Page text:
How Fast Do Calatheas Grow?

There are roughly 200 species of Calathea. These plants tend to have very beautiful foliage, but they can also be very dramatic and frustrating for new plant keepers. Calatheas tend to be fast-growing, but only when given the ideal growing conditions; so how fast do Calatheas grow?

A healthy, well cared for Calathea can usually reach mature size in about a year, at which point it will stop growing upward. Max size in Calatheas is determined by where you grow your plant and what species it is. Some Calatheas only grow to 1.5 feet while others can reach up to 4, and plants that are grown outdoors are usually about twice the size of those grown indoors.

In this article, we will discuss the best care practices you can use to encourage your Calathea to grow in a fast, but healthy way. 

How to Encourage Growth in Your Calathea


One of the most important parts of plant care is lighting. Calatheas prefer bright indirect light, and the more they get the happier they will be.

Calatheas will actually move their leaves throughout the day in an effort to capture more light as the sun moves. Avoid placing them in direct light as this can cause burns to their sensitive leaves. 

If you don’t think your plant is getting enough light and you want to increase the amount they receive safely, you can try adding a full-spectrum fluorescent grow bulb near your plant. 


Plants can’t live without water, so it makes sense that providing them with the optimal amount and type of water will encourage them to grow quickly.

Unlike many houseplants, Calatheas don’t do well when given tap water. This has to do with some of the minerals that are found in tap water. Instead, provide them with rainwater or filtered water.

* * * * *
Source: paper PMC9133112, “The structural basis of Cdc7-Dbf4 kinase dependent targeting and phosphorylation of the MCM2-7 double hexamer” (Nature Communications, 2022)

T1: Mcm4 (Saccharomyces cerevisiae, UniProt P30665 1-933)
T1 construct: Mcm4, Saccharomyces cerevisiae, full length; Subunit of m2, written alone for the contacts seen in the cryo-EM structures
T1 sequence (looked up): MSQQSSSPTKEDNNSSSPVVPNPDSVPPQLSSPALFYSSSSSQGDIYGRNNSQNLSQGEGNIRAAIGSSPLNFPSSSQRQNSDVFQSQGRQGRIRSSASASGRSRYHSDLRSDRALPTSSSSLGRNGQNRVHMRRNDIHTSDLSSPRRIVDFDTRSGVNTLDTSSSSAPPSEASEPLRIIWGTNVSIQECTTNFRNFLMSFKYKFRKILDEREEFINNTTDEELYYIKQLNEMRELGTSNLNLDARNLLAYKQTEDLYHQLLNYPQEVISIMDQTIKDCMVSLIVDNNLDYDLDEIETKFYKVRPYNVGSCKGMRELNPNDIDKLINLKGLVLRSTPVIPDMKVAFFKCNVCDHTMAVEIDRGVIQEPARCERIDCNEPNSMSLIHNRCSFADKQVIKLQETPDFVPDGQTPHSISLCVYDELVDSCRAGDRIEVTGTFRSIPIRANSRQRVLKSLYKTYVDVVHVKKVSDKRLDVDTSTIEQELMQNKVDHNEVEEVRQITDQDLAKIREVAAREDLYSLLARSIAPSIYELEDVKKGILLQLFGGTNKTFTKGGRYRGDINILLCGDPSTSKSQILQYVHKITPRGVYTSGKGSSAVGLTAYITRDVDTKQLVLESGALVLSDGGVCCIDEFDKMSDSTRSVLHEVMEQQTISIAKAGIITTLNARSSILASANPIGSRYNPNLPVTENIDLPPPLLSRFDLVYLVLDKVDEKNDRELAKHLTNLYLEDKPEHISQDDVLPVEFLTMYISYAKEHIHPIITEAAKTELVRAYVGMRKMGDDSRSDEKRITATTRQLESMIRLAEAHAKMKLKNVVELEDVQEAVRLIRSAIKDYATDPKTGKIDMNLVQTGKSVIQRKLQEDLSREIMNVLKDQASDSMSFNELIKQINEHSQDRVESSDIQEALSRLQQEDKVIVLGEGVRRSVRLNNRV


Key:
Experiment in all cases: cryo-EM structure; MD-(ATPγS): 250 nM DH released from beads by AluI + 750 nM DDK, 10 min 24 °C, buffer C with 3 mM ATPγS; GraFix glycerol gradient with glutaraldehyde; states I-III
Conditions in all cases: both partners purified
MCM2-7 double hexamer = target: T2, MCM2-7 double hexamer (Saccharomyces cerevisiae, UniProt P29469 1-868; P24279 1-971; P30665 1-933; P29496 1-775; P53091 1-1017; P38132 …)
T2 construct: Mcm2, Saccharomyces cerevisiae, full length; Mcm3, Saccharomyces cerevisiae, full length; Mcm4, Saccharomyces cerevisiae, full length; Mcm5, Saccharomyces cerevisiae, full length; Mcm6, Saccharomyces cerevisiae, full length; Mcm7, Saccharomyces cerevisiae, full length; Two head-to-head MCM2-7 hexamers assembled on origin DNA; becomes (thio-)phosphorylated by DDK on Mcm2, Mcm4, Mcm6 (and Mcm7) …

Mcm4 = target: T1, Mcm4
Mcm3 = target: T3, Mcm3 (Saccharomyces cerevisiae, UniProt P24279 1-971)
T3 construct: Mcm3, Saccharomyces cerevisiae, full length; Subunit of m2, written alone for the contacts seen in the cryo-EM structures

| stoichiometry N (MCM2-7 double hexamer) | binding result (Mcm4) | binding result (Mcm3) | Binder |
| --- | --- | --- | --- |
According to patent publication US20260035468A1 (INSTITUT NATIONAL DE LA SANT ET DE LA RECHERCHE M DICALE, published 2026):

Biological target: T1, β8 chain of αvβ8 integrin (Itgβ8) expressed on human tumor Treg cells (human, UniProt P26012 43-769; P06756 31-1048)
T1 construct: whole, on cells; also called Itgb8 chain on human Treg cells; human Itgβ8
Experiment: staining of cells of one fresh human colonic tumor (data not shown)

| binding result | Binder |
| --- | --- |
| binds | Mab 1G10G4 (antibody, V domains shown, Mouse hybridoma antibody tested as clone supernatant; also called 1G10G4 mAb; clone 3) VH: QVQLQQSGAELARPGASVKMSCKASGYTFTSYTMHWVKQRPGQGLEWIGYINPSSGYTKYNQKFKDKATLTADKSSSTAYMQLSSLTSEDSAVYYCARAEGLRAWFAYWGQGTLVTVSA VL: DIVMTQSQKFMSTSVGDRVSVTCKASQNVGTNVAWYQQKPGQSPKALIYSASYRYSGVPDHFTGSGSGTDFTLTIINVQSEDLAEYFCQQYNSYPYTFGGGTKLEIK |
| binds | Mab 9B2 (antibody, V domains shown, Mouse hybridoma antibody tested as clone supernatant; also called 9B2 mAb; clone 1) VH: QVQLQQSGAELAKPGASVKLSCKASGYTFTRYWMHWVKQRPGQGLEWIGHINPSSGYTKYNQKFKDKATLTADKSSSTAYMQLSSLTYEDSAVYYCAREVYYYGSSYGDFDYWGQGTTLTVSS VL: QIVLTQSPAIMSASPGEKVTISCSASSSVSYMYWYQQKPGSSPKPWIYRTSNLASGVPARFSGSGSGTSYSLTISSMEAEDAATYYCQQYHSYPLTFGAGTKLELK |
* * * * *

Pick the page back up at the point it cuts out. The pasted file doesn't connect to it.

Calatheas like to have their soil moist, but not overly wet as they are prone to root rot. Let the top 1-2 inches of soil dry out before each watering. Usually, in spring-fall, you will be watering every 2-5 days, but in the winter it may be as infrequent as every other week. 


When choosing soil for your Calathea, you will want one that retains moisture and is very rich. I recommend using a soil marketed for African violets, or making your own soil with 1 part peat moss, 1 part potting soil, and 1 part perlite. I prefer using FoxFarms brand, but you can use whatever potting soil you prefer. 


Another important part of encouraging plant growth is fertilizer. You will want to fertilize your Calathea once a month in the spring, summer, and fall with a balanced liquid fertilizer mixed to half strength.

If liquid fertilizer seems intimidating, you can also use slow-release pellets. Make sure you don’t over-fertilize in an effort to boost plant growth, as this can cause the roots to burn and even kill the plant. 


Calatheas like relatively high humidity, preferably between 65-75%. If you are keeping your plant indoors, you will likely need to supplement your plant’s humidity levels.